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18 Sep 2019

BCCI ACU chief calls for legalising betting

BCCI ACU Chief supports legalised betting

Board of Control for Cricket in India (BCCI’s) Anti Corruption Unit head Ajit Singh Shekhawat suggested that legalising betting and bringing a strong law against cheating in sport would help in tackling issues of match-fixing in cricket.

Shekhawat, who was the Director General of Police in Rajasthan before taking charge of BCCI’s Anti-corruption Unit in April 2018, gave his suggestions in an interview. This was after 12 cricketers, including national and international, reported corrupt approaches in the last one year, including the Tamil Nadu Premier League came under scanner for suspected activity and a woman cricketer also reported an approach from a bookie.

“It is not unstoppable. We probably require a law against it, a match-fixing law. If there is a clear law against it, police will also have a clear cut role,” Shekhawat said.

Legalised betting is another way to deal with corruption in the game, the ACU chief added and noted that such a move would also generate massive amount of tax revenue for the government.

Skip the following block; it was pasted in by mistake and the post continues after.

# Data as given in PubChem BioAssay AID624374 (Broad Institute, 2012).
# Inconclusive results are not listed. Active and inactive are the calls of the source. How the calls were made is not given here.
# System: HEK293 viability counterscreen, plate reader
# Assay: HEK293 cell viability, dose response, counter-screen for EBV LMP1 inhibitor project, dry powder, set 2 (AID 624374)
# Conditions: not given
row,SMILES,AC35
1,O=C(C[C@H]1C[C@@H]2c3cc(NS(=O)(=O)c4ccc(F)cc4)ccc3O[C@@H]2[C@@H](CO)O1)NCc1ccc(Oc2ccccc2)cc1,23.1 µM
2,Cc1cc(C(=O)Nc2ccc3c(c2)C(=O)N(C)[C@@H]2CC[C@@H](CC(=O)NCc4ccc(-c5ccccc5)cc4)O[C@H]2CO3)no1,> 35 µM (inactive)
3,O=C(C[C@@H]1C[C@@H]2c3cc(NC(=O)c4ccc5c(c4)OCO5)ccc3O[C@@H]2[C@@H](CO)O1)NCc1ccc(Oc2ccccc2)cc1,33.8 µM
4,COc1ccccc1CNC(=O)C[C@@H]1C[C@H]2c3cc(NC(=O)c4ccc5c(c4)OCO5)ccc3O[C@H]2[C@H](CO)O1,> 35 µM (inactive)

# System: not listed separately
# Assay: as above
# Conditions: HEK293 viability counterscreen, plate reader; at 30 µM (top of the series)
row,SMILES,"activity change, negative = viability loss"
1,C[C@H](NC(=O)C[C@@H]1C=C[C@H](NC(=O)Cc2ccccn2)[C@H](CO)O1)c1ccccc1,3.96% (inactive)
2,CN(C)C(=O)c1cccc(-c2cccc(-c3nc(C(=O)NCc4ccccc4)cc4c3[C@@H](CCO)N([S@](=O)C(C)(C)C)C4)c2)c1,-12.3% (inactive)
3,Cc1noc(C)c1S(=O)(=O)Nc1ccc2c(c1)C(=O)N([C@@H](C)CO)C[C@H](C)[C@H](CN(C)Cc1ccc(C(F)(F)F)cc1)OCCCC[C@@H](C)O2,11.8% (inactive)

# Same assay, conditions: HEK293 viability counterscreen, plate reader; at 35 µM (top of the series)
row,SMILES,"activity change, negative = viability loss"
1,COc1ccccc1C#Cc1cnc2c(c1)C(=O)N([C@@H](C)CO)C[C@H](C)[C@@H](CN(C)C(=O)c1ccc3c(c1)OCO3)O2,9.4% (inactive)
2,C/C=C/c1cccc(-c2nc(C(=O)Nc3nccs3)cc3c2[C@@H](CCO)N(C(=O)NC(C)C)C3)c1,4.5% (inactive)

“Maybe there could be a thinking about legalising gambling so that all this illegal business which goes on can be controlled. Legal betting will be done under some parameters and it can be controlled.

“It will also bring a huge amount of revenue for the government, close to what the excise department generates. The amount of money which is bet on sport is mindboggling,” said the retired IPS officer.

He said a move like this would also help keep a tab on the people involved as well as the money.

“Revenue is not the only consideration, there could be other issues which the government has in mind. I am not saying categorically that it should be legalised but it should be considered. It could be regulated when it is legalised, right now it is totally illegal.

Once it is legalised you will also get the data on who is betting and how much he is betting. And while doing that, make illegal betting tougher. Right now you can get away with a fine of few hundreds or a few thousands,” he noted.

Several independent bodies including the Supreme Court appointed Lodha and Mudgal committees on BCCI reforms, the Law Commission of India and some officials in the International Cricket Council (ICC) have advocated legalising and regulating betting to curb illegal activities and match-fixing.

The BCCI has however opposed any move to legalise betting in its submissions to the Supreme Court in 2016.

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